I’m sure you’ve heard of vampire devices, electronics like televisions, cable boxes and DVD players that consume power even when we think they’re turned off.
It may come as a shock, but your private branch exchange (PBX) system could become a vampire device as well–except it siphons off money rather than electricity.
This might be happening to you right now via a process known as toll fraud. By understanding it more thoroughly, you can put down this vampire process before it does real and lasting damage to your bottom line.
In fact, more than $50 billion in losses are incurred each year as a result of toll fraud according to the Communications Fraud Control Association.
What is Toll Fraud?
Also known as “international revenue sharing fraud” or IRSF, toll fraud takes advantage of routing calls through expensive carrier routes to reach their connection. Using premium rate numbers, a toll fraud practitioner sends long calls to these numbers and gets a piece of the revenue in the process.
How does toll fraud happen? Usually, toll fraud takes place on a weekend when no one’s in the office. Fraudsters then take the chance generated by the office’s emptiness to breach a PBX or VoIP system and launching a series of concurrent calls in a bid to beat any detection systems a service provider might have in place. Sometimes, dishonest carriers themselves will even be involved in helping to make those connections.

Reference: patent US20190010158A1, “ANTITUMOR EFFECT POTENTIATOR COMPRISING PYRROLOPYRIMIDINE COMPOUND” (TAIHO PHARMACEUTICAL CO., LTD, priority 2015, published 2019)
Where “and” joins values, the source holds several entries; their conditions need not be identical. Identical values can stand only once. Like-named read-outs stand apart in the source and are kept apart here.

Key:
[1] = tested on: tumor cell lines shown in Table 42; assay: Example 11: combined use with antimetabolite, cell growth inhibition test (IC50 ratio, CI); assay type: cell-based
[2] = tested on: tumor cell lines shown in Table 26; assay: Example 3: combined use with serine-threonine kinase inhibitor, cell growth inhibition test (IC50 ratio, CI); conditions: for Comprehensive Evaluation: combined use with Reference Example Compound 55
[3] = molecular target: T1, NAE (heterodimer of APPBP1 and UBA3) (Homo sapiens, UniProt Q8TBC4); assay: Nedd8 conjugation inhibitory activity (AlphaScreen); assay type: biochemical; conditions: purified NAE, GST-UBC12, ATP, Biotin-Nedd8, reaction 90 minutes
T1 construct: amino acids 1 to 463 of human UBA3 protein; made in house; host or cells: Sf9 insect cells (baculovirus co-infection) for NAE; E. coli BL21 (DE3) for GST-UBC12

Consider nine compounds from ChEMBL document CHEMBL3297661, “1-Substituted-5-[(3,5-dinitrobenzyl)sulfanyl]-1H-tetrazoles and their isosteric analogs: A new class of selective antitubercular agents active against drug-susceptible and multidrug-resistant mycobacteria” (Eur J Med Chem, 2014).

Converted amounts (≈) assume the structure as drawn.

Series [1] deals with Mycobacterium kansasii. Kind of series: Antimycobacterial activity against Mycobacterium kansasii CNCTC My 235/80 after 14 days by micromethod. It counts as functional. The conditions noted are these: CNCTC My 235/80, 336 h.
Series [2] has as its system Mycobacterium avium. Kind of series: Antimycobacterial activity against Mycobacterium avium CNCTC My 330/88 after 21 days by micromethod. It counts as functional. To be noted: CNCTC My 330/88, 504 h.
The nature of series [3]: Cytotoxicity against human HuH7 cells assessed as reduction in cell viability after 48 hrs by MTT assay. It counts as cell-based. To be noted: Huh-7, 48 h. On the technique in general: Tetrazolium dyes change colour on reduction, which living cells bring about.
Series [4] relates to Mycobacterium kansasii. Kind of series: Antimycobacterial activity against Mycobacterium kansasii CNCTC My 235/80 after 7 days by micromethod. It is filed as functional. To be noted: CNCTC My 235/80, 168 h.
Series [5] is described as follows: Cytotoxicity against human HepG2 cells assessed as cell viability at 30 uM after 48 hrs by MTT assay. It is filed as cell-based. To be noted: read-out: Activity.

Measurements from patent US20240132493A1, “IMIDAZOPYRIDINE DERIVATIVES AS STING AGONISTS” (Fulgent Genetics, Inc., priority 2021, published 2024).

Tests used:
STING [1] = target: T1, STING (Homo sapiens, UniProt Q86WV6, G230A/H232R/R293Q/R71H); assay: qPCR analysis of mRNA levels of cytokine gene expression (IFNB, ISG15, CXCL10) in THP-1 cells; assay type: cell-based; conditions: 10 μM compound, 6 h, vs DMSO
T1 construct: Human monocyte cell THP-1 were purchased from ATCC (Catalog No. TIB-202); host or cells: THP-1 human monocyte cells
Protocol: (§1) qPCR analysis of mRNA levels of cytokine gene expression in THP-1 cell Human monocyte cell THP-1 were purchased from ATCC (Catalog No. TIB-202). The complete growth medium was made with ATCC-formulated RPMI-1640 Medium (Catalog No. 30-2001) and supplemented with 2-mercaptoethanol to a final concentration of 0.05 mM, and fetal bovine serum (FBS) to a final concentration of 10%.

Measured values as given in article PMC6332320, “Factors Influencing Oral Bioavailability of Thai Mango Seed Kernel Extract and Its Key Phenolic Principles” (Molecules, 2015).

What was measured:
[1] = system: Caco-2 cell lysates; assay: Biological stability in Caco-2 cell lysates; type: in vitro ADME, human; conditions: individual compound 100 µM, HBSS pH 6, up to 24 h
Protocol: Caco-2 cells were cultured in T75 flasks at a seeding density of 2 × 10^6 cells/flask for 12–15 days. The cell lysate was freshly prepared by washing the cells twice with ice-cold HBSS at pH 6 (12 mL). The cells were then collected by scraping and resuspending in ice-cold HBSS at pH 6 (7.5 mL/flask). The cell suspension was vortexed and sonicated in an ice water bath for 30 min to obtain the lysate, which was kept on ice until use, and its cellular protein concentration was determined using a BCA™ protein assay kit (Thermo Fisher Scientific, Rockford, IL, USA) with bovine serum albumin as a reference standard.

How do I Beat Toll Fraud?
While no one method will always beat toll fraud, there are several possibilities to try.
Start with better account security (change your passwords), including phone number, payment systems, and email verification. Limit your overall calling to specific geographic areas to prevent many of the leading destinations of call fraud, like Cuba, Latvia, Gambia, Somalia, Sierra Leone, and Guinea, from even being factors.
Chances are you’re already using Session Initiation Protocol (SIP) to create a barrier, or firewall, to protect your VoIP system from hackers and fraudulent activities. SIP works by monitoring data and voice packets coming into and out of your network, so they automatically filter fraudulent voice calls.
Consider putting a ceiling on your total call rate; since fraudsters like high-volume, having low-volume connections makes for a less-attractive target. Since this has a risk of alienating customers or service providers, consider using vetting procedures to make sure the customer is properly verified, and then open up the connection to full volume.
When You Need Help Mitigating Toll Fraud
It’s easy to get confused by the sheer volume of information about toll fraud out there. The best thing you can do is turn to an expert for help.
Start by contacting us at thinQ, where we’ve got the tools and technology to not only help you prevent and address toll fraud, but also improve your voice and messaging performance. Our connections to more than 40 of the top carriers means you’ll get the most out of your telecom dollar, so get in touch with us today to learn more.